Edward Cecil Bethune

From Wikipedia, the free encyclopedia
Jump to navigation Jump to search

Sir Edward Cecil Bethune
Lt-Gen Sir Edward Cecil Bethune.jpg
Lieutenant General Sir Edward Bethune in 1917
Born (1855-06-23)June 23, 1855
Kensington, London
Died 2 November 1930(1930-11-02) (aged 75)
Kensington, London
Allegiance United Kingdom
Service/branch British Army
Years of service 1875–1920
Rank Lieutenant General
Unit 92nd Foot (The Gordon Highlanders)
6th Dragoon Guards (The Carabiniers)
Commands held Territorial Force
West Lancashire Division
16th (The Queen's) Lancers
Bethune's Mounted Infantry
Battles/wars Second Anglo-Afghan War
First Boer War
Second Boer War
First World War
Awards Knight Commander of the Order of the Bath
Commander of the Royal Victorian Order
Mentioned in Despatches (3)
Spouse(s) Mary Lilian Elliot Lockhart
Other work Royal British Legion

Lieutenant General Sir Edward Cecil Bethune, KCB, CVO (23 June 1855 – 2 November 1930) was a British Army officer who raised and led his own regiment, Bethune's Mounted Infantry, in the Second Boer War and directed the Territorials in the First World War.[1]

Early life

Baptised on 4 August 1855 in the church of the Holy Trinity at Paddington, second son of Admiral Charles Ramsay Bethune, 24th of Balfour, and his wife Frances Cecilia Staples,[2] his chosen career was the British Army.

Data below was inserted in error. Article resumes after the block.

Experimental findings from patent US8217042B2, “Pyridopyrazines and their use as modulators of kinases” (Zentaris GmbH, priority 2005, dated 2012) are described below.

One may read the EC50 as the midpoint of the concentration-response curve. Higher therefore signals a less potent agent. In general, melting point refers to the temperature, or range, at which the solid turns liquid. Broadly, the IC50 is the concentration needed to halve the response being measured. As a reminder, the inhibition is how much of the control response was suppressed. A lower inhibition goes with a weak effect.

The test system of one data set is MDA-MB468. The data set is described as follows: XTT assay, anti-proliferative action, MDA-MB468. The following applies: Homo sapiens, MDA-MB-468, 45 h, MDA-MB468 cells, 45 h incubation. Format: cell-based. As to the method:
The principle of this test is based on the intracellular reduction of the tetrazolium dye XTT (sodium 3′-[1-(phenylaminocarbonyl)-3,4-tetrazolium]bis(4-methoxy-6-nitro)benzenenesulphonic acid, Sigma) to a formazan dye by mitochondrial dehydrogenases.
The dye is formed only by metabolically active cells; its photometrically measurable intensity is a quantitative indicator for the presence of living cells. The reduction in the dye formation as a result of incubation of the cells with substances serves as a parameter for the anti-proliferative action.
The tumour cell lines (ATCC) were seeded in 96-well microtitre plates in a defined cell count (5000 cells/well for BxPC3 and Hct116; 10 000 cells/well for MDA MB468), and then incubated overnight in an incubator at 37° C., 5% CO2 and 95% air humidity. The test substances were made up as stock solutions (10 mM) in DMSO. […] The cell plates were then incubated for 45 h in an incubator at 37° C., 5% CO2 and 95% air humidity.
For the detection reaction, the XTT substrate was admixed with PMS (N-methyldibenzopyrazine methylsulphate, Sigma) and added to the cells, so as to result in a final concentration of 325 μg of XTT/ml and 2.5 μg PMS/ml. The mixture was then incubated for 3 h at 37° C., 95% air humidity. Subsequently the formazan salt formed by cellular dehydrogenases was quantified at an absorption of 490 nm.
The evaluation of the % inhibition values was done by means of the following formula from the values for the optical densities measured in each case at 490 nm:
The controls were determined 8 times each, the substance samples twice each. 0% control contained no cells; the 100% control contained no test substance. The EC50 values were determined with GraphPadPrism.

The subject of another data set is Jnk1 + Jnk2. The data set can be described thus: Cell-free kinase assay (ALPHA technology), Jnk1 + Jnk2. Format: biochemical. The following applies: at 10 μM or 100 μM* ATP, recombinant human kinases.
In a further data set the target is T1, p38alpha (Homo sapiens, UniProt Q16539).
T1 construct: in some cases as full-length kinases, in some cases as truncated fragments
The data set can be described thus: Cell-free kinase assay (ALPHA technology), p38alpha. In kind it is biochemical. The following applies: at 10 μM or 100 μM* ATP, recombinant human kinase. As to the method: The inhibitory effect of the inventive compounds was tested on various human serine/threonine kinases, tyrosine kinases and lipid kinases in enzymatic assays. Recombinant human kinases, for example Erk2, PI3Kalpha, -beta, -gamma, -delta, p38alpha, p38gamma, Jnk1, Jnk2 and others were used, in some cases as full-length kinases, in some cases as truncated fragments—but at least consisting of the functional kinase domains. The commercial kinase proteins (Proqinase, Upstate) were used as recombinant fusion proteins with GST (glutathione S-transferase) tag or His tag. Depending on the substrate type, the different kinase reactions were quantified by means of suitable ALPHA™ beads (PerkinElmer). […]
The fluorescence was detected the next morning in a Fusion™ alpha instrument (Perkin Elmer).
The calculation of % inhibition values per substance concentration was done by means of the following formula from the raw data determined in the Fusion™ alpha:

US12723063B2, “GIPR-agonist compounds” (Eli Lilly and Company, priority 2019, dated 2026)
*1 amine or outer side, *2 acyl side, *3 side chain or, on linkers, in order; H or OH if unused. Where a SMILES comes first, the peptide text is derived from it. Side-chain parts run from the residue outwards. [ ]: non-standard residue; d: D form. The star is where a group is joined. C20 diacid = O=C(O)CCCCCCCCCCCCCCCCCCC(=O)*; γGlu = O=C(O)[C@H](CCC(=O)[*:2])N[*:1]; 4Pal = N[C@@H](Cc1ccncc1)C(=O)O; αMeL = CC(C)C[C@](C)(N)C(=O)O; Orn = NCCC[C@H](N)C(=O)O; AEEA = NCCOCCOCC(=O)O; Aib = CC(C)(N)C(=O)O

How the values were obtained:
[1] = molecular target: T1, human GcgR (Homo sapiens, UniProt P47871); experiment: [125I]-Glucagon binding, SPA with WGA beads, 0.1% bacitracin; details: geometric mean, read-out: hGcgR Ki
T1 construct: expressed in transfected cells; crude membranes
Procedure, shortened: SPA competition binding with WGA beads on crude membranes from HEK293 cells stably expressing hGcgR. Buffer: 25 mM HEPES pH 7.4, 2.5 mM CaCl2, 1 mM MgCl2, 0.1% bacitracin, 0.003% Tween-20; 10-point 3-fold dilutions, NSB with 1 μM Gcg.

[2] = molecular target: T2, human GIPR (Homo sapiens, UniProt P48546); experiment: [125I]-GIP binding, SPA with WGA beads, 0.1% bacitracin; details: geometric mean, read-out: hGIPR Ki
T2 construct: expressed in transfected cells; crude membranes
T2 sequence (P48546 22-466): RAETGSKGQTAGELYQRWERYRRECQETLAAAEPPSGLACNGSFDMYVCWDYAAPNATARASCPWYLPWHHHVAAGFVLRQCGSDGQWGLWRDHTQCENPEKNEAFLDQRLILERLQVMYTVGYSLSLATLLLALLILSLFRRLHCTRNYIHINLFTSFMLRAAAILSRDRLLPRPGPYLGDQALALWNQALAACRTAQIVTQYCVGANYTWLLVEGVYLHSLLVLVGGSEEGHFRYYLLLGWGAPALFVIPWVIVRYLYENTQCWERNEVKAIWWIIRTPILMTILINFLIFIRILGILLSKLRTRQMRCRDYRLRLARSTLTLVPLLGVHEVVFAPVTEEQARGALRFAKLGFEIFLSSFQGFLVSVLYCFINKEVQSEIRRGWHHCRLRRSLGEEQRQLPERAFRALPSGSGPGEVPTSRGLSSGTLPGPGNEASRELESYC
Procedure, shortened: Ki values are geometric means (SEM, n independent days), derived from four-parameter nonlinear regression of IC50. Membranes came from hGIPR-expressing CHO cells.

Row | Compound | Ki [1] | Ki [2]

Military career

At age 20 he gained a commission in the 92nd (Gordon Highlanders) Regiment of Foot in September 1875, seeing service in the Second Anglo-Afghan War in Afghanistan from 1878 to 1880, where he was present in the operations around Kabul in December 1879. He served with his regiment in the First Boer War in South Africa from 1880 to 1881, and was promoted to captain on 1 February 1884. In 1886, he transferred to a cavalry regiment, the 6th Dragoon Guards (The Carabiniers). Ten years later he again transferred, when he was promoted to major and joined the 16th (The Queen's) Lancers on 4 September 1895. He was appointed a staff officer in the Madras Command as assistant adjutant-general in Burma on 8 January 1898.[3]

Posted again to South Africa in September 1899, on the outbreak of the Second Boer War, he raised and commanded Bethune's Mounted Infantry, receiving the rank of lieutenant colonel on 29 September 1900. His unit fought at the battles of Colenso and Spion Kop, and took part in the relief of Ladysmith. In late 1900 he was recalled to the 16th Lancers as a brevet colonel, becoming their commanding officer and heading a cavalry brigade. Then he was moved to staff work, acting as Assistant Adjutant-General of the Field Force in South Africa. He was mentioned in despatches three times (including in the final despatch by Lord Kitchener dated 23 June 1902).[4]

The war over, he was promoted to brigadier general in 1905, placed on the General Staff, and appointed in command of the Eastern Sub-District of the Cape Colony. He was appointed a Companion of the Order of the Bath (CB) in the 1905 Birthday Honours.[5]